When the Poor Clare nuns established a convent in Kenmare in 1861, not long after the end of the Irish Famine, they could see that the local people were in dire need of employment. Lace was first made in a workshop at the convent, and at first was typical Irish Crochet lace, but later the fine needlepoint lace that became associated with the area evolved.
Initially this was primarily sold in a local hotel much frequented by wealthy visitors from England and Dublin, who flocked to this fashionable area during the summer. Later it was exported to Paris and London. The lace also became very popular on ecclesiastical gowns and many bishops and cardinals from all over the world commissioned work from the nuns.
Extremely intricate, Kenmare lace is created by first tacking the outline of a design onto two pieces of cloth, one a fine netting, the other a more robust backing cloth. The patterns of the lace are then stitched by working from the tacked on design, but with the stitches attached to the finer cloth only. When the pattern is complete, the tacking stitches are cut and the background cloth falls away leaving the completed lace.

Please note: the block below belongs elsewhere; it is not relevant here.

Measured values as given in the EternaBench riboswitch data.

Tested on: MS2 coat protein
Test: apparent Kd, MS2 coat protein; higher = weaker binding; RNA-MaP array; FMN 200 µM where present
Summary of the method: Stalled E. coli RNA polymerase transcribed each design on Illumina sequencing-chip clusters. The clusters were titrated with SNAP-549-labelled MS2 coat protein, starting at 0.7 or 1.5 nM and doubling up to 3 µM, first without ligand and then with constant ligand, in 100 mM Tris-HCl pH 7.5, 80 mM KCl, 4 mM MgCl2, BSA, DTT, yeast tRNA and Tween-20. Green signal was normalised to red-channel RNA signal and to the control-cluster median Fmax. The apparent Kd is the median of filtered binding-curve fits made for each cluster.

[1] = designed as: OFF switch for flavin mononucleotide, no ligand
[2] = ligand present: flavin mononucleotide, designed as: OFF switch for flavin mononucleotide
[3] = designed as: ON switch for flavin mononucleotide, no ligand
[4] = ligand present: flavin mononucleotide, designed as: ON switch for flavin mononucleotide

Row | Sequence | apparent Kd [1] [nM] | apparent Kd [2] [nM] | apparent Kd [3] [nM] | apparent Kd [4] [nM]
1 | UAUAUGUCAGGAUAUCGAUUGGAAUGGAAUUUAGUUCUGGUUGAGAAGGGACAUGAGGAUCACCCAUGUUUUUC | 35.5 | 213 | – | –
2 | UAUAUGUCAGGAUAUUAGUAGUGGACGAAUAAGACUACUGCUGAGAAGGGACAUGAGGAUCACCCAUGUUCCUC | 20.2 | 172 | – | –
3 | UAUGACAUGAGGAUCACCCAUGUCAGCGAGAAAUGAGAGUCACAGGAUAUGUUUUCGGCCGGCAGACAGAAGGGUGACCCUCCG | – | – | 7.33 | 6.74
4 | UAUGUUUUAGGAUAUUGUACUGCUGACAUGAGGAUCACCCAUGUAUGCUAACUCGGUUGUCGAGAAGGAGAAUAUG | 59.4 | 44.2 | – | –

links to related sites:
THE HISTORY OF KENMARE LACE
Kenmare Lace School
Definition of Kenmare Lace (article)